The unresolved lead crisis in the United States disproportionately impacts young children - especially those in underserved communities. Many schools in the United States were built before 1986, when the use of lead in pipes and plumbing was still allowed. School-aged children who drink water from drinking fountains are exposed to unsafe lead levels on a daily basis. Michael Ramos, the Founder of The Noah System, created a device that automatically flushes water in drinking fountains to reduce the high lead levels in schools.

Why Are We Concerned With Lead in Drinking Water?

Babies and children are the most vulnerable to the long lasting impacts of lead exposure. Lead is a neurotoxin, and can cause lifelong irreversible damages to the brain. Children do not have a fully developed blood-brain barrier, making it easier for “unknown substances,” including lead, to cross into the Central Nervous System. Lead can be mistaken for calcium, in which the body can absorb lead as it would calcium in the brain, blood, bones, and soft tissue. The long term health effects include: slowed growth and development, learning and behavior problems, lowered IQ, attention deficit, hearing and speech problems, and underperformance in schools. Lead was also associated with Autism in a recent study by the National Institutes of Health. According to the Environmental Protection AgencyCenters for Disease Control, and American Academy of Pediatrics, there is no safe level of lead for children. The current allowable level of lead in drinking water in the United States is 15 parts per billion

The Noah System and The Flint Lead Crisis

Michael Ramos is an engineer for Chicago Public Schools. In February of 2016, like most of the country, he watched as the failures of elected officials crippled the City of Flint, Michigan. Flint officials switched the source water from Lake Huron to the Flint River without considering a corrosion control inhibitor to reduce lead. As a result, 9,000 children under the age of 6 were exposed to unsafe levels of lead. Mr. Ramos thought of his own children, and the children he represented throughout Chicago Public Schools. He started to watch congressional hearings and grew even more concerned when the EPA officials stated that “lead in drinking water would be one of the most challenging tasks the country was going to face.” Chicago has its own ongoing issues with lead in drinking water, which he realized had not been mitigated when a school district detected 3,000 parts per billion (200 times over EPA’s Action Level).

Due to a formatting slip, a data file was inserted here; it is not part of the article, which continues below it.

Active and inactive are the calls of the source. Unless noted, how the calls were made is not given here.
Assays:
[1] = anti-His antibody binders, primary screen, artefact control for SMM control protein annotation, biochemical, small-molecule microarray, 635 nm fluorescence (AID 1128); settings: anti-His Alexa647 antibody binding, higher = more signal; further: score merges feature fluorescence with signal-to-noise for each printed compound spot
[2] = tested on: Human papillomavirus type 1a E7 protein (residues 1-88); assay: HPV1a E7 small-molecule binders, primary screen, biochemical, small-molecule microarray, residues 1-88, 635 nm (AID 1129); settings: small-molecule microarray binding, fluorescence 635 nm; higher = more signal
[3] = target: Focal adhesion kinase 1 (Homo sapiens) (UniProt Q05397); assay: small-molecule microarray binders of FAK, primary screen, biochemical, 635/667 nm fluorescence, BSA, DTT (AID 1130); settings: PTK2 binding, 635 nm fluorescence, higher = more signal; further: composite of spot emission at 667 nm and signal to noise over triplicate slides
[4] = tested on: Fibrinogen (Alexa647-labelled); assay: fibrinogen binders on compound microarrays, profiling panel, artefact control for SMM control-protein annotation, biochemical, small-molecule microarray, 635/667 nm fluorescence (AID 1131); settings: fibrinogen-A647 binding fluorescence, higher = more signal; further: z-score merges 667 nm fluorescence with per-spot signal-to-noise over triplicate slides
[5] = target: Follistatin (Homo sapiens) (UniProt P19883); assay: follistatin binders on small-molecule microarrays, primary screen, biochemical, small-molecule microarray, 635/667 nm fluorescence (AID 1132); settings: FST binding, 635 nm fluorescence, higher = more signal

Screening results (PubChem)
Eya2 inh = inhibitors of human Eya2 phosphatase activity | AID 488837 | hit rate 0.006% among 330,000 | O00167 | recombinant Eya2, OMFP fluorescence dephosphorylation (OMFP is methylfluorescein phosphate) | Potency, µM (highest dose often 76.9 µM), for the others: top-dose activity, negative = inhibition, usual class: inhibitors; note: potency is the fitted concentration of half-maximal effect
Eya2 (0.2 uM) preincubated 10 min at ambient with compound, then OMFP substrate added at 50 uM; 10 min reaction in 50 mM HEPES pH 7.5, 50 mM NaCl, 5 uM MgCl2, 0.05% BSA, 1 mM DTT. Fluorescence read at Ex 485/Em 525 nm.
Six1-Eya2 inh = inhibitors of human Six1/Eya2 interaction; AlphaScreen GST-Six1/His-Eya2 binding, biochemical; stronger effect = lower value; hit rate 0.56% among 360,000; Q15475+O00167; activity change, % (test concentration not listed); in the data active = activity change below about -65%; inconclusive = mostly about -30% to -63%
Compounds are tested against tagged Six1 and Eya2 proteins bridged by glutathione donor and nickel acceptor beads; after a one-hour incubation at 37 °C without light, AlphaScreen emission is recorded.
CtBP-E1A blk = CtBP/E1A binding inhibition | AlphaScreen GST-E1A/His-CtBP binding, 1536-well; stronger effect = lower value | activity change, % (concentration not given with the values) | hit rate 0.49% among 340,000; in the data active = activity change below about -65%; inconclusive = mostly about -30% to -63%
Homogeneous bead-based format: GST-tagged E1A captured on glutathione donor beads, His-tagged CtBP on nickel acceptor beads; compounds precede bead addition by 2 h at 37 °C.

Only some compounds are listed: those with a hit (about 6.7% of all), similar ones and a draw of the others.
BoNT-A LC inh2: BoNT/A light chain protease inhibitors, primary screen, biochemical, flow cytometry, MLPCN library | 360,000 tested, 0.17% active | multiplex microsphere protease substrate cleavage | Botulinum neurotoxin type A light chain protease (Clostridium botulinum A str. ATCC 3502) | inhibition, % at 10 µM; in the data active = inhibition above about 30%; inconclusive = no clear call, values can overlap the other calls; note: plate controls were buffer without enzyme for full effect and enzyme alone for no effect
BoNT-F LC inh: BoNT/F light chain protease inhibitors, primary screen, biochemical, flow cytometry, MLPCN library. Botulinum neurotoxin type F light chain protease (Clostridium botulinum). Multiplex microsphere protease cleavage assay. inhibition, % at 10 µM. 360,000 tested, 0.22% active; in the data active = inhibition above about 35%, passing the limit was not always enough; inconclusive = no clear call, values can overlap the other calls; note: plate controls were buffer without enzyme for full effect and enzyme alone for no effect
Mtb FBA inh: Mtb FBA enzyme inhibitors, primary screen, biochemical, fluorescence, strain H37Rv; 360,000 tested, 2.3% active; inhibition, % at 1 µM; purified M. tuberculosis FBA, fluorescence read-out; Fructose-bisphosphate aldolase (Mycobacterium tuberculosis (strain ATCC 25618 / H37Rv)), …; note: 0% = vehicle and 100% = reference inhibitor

Chicago Has Lead Mitigation Tools In Place. Why Did They Fail?

Many cities across the country, including Chicago, use a chemical called Orthophosphate to help reduce lead levels in drinking water. In order for Orthophosphate to be effective, water must run through the pipes once every 6 hours to build an anti-corrosive crust. Mr. Ramos realized that the drinking water in most schools sits stagnant in pipes for hours - well beyond the 6 hour stagnation period. Orthophosphate is unable to coat the inside of pipes when water sits stagnant overnight, over the weekends, or during school vacations. 
Mr. Ramos noted that several school districts across the country flush their pipes in August, as students are getting ready to go back to school. As we now understand, it doesn’t take long for lead to collect in distribution pipes and reach unsafe levels for children. Mr. Ramos noted that a single-flushing event at the beginning of the school year “was not sufficient to make a meaningful impact on lead levels.” In short, lead levels in schools drinking water can be directly correlated to long periods of stagnation.

How Did The Noah System Come To Be?

Mr. Ramos wanted to first insure that the water coming into his own home was free of lead. “I built a machine that would automatically flush water from the cold water line coming into my house. I took the 6 hour stagnation period and cut it in half, so water would flow through the pipes every 3 hours.” This would allow sufficient time for the Orthophosphate to build a protective crust and significantly reduce lead levels at the tap. He then asked himself: “How do I take what I built in my house and retrofit it for schools?” Mr. Ramos determined that The Noah System could be installed directly in drinking water fountains, and began building systems from his home workshop. In October of 2016, Michael Ramos installed his first Noah System in a Chicago Public School. 

How Many Schools Currently Have The Noah System?

Several schools, Universities, and office buildings across the country that currently use The Noah System. 

How Can I Learn More About The Noah System?

You can learn more around The Noah System by visiting https://www.noahsystem.co/. You can also get in touch via email but submitting your information here: https://www.noahsystem.co/pages/contact. You can schedule a free consultation by calling 708-320-3197.